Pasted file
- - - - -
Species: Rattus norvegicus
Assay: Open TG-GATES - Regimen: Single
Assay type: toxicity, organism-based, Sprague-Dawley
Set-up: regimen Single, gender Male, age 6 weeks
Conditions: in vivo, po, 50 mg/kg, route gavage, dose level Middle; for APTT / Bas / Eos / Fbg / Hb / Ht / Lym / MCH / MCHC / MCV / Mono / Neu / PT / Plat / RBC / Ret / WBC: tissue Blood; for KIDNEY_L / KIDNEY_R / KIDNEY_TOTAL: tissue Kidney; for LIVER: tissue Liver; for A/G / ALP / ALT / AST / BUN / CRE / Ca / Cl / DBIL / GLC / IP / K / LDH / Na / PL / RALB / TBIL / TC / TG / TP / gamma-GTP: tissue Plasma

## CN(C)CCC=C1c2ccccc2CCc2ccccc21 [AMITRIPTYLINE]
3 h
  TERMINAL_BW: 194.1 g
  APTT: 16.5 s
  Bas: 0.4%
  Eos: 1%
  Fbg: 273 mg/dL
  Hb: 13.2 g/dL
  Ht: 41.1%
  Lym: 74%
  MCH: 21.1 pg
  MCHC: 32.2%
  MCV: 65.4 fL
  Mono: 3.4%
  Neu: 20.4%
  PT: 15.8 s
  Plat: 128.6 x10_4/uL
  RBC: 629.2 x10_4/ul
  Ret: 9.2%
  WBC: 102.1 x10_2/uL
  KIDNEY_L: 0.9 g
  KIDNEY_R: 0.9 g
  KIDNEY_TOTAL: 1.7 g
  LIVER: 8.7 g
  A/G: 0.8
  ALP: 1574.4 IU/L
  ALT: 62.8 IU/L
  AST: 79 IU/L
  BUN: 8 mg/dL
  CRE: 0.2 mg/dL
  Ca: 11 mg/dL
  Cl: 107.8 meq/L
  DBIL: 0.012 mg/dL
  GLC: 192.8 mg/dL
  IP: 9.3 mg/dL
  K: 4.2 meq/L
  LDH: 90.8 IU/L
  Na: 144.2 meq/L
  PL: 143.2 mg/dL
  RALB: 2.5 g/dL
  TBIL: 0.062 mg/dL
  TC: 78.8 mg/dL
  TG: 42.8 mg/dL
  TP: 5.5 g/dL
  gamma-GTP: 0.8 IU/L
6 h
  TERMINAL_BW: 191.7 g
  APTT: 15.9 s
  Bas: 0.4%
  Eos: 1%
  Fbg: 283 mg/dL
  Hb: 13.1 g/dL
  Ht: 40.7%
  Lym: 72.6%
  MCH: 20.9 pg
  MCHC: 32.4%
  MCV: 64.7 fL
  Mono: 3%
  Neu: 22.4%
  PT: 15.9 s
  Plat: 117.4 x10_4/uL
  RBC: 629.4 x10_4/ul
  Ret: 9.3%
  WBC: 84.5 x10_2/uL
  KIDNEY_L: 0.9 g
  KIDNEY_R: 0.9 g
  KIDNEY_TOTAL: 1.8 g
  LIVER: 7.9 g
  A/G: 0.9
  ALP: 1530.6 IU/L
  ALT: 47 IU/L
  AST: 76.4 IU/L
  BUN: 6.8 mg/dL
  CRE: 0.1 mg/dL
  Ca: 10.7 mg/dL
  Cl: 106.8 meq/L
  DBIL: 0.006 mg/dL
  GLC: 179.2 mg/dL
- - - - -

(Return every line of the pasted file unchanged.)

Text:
Species: Rattus norvegicus
Assay: Open TG-GATES - Regimen: Single
Assay type: toxicity, organism-based, Sprague-Dawley
Set-up: regimen Single, gender Male, age 6 weeks
Conditions: in vivo, po, 50 mg/kg, route gavage, dose level Middle; for APTT / Bas / Eos / Fbg / Hb / Ht / Lym / MCH / MCHC / MCV / Mono / Neu / PT / Plat / RBC / Ret / WBC: tissue Blood; for KIDNEY_L / KIDNEY_R / KIDNEY_TOTAL: tissue Kidney; for LIVER: tissue Liver; for A/G / ALP / ALT / AST / BUN / CRE / Ca / Cl / DBIL / GLC / IP / K / LDH / Na / PL / RALB / TBIL / TC / TG / TP / gamma-GTP: tissue Plasma

## CN(C)CCC=C1c2ccccc2CCc2ccccc21 [AMITRIPTYLINE]
3 h
  TERMINAL_BW: 194.1 g
  APTT: 16.5 s
  Bas: 0.4%
  Eos: 1%
  Fbg: 273 mg/dL
  Hb: 13.2 g/dL
  Ht: 41.1%
  Lym: 74%
  MCH: 21.1 pg
  MCHC: 32.2%
  MCV: 65.4 fL
  Mono: 3.4%
  Neu: 20.4%
  PT: 15.8 s
  Plat: 128.6 x10_4/uL
  RBC: 629.2 x10_4/ul
  Ret: 9.2%
  WBC: 102.1 x10_2/uL
  KIDNEY_L: 0.9 g
  KIDNEY_R: 0.9 g
  KIDNEY_TOTAL: 1.7 g
  LIVER: 8.7 g
  A/G: 0.8
  ALP: 1574.4 IU/L
  ALT: 62.8 IU/L
  AST: 79 IU/L
  BUN: 8 mg/dL
  CRE: 0.2 mg/dL
  Ca: 11 mg/dL
  Cl: 107.8 meq/L
  DBIL: 0.012 mg/dL
  GLC: 192.8 mg/dL
  IP: 9.3 mg/dL
  K: 4.2 meq/L
  LDH: 90.8 IU/L
  Na: 144.2 meq/L
  PL: 143.2 mg/dL
  RALB: 2.5 g/dL
  TBIL: 0.062 mg/dL
  TC: 78.8 mg/dL
  TG: 42.8 mg/dL
  TP: 5.5 g/dL
  gamma-GTP: 0.8 IU/L
6 h
  TERMINAL_BW: 191.7 g
  APTT: 15.9 s
  Bas: 0.4%
  Eos: 1%
  Fbg: 283 mg/dL
  Hb: 13.1 g/dL
  Ht: 40.7%
  Lym: 72.6%
  MCH: 20.9 pg
  MCHC: 32.4%
  MCV: 64.7 fL
  Mono: 3%
  Neu: 22.4%
  PT: 15.9 s
  Plat: 117.4 x10_4/uL
  RBC: 629.4 x10_4/ul
  Ret: 9.3%
  WBC: 84.5 x10_2/uL
  KIDNEY_L: 0.9 g
  KIDNEY_R: 0.9 g
  KIDNEY_TOTAL: 1.8 g
  LIVER: 7.9 g
  A/G: 0.9
  ALP: 1530.6 IU/L
  ALT: 47 IU/L
  AST: 76.4 IU/L
  BUN: 6.8 mg/dL
  CRE: 0.1 mg/dL
  Ca: 10.7 mg/dL
  Cl: 106.8 meq/L
  DBIL: 0.006 mg/dL
  GLC: 179.2 mg/dL